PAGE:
Posted by | January 27, 2018 | Cannabis News, Weed Week News by Alex Halperin
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So much news.
A bipartisan group of 52 Senators and Congresspeople has called on Attorney General Jeff Sessions to reinstate the Cole Memo which protects state legal cannabis businesses from federal prosecution.
States, especially the most recent to legalize, are concerned about what the Cole Memo decision will mean for pot tax revenue.
Aaron Smith, head of the embattled National Cannabis Industry Association, said lobbyists told him Sessions did not alert President Trump of his decision to rescind the Cole Memo. Sessions is “on an island,” Smith said.
The federal Rohrabacher-Blumenauer amendment, which protects state legal MED activity, was extended through February 8 as part of the federal budget deal. Subscribe to the WeedWeek podcast for our exclusive interview with Congressman Blumenauer. It drops Monday.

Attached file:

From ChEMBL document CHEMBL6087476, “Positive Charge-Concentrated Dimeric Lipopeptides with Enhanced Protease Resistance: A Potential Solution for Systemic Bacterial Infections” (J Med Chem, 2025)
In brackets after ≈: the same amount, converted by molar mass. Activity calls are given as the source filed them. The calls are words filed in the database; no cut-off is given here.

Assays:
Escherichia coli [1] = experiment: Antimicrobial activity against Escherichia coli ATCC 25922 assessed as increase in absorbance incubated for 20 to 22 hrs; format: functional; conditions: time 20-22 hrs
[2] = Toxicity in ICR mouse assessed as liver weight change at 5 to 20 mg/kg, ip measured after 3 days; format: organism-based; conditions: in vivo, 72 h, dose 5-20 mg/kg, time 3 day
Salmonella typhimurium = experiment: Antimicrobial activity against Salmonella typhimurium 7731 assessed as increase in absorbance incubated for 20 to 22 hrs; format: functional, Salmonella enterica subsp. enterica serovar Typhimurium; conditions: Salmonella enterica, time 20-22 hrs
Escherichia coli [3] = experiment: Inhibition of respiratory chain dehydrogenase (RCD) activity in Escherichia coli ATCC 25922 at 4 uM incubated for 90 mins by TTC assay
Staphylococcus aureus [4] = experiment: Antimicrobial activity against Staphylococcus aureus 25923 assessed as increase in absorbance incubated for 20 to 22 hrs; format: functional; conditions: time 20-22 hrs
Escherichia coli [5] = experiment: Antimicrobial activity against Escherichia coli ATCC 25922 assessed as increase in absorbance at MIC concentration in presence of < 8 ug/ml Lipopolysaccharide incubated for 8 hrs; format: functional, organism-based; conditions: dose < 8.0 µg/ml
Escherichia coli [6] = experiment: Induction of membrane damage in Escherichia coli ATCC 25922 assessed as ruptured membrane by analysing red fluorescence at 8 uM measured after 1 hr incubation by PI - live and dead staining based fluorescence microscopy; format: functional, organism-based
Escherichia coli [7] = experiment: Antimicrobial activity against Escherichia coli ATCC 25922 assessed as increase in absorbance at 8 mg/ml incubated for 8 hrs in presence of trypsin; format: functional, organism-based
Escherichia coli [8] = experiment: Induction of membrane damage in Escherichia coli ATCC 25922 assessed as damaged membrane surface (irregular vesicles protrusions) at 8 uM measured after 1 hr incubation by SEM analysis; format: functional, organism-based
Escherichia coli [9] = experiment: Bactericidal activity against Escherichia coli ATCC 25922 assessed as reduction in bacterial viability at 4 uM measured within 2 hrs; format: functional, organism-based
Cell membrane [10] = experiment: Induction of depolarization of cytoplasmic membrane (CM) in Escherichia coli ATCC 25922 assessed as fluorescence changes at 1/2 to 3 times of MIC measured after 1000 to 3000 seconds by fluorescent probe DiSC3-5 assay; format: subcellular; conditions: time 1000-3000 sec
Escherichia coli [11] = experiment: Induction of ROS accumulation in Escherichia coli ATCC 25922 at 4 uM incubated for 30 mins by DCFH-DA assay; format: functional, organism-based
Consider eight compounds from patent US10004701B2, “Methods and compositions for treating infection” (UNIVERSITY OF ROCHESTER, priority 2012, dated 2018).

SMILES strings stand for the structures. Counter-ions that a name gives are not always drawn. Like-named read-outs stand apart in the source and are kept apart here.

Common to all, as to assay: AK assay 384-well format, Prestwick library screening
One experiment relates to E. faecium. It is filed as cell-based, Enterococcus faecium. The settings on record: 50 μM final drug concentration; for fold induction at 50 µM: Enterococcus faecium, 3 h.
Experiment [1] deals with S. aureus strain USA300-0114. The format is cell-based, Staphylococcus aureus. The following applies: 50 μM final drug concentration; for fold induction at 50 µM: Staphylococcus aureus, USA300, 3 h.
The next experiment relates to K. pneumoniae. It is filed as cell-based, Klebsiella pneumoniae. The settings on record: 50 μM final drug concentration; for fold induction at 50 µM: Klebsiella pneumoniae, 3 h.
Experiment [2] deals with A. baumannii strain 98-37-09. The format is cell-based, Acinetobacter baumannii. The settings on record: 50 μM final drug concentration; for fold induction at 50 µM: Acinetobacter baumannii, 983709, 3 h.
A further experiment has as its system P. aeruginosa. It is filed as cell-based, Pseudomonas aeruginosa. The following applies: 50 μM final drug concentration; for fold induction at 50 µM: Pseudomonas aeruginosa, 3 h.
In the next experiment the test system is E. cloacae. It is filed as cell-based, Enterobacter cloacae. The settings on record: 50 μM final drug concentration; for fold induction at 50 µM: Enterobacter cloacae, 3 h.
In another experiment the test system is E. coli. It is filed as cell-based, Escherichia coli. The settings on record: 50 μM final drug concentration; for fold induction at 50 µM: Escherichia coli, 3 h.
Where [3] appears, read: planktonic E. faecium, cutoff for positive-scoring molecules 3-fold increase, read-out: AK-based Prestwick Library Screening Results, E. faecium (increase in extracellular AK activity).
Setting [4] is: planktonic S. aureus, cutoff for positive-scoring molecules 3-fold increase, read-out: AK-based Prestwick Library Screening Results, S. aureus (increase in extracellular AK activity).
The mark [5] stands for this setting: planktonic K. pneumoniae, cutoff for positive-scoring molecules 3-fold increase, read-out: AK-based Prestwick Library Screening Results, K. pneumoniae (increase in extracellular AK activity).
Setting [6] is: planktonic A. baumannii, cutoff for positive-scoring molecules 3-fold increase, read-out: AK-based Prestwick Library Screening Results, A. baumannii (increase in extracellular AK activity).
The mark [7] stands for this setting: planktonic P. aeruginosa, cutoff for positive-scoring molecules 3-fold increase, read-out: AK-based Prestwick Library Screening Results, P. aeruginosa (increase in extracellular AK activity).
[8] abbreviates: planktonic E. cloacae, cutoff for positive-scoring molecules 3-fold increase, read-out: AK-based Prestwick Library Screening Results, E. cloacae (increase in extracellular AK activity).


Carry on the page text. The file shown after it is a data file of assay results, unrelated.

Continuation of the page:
San Francisco will vote on a pot tax and a city cannabis commission in November. Leafly’s Peter Hecht looks at why Calaveras County, Calif.,banned commercial grows.
Congresswoman Barbara Lee (D-Calif.) discussed the Marijuana Justice Actbill with S.F. Weekly. Canna Law Blog has an update on equity programs in Oakland and S.F.
Vermont became the ninth state to legalize REC and the first to do so through the state legislature. The law takes effect July 1 but does not allow for a state industry, which is still under study. The Onion weighed in.
Maine Gov. Paul LePage (R) wants to further delay REC sales.
John Morgan, a wealthy cannabis activist and personal injury lawyer, issuing Florida to allow smokable MED. Joe Redner, a well-known Tampa strip bar owner and cancer patient, is suing the state to grow his own.
Maryland lawmakers may reorganize the state’s cannabis commission.
Michigan REC supporters face some opposition.
The Indiana House voted to study MED legalization. Georgia lawmakersadvanced a MED bill.
Pro-legalization Texas Congressman Beto O’Rourke (D) is running a longshot candidacy for Ted Cruz’s (R) Senate seat.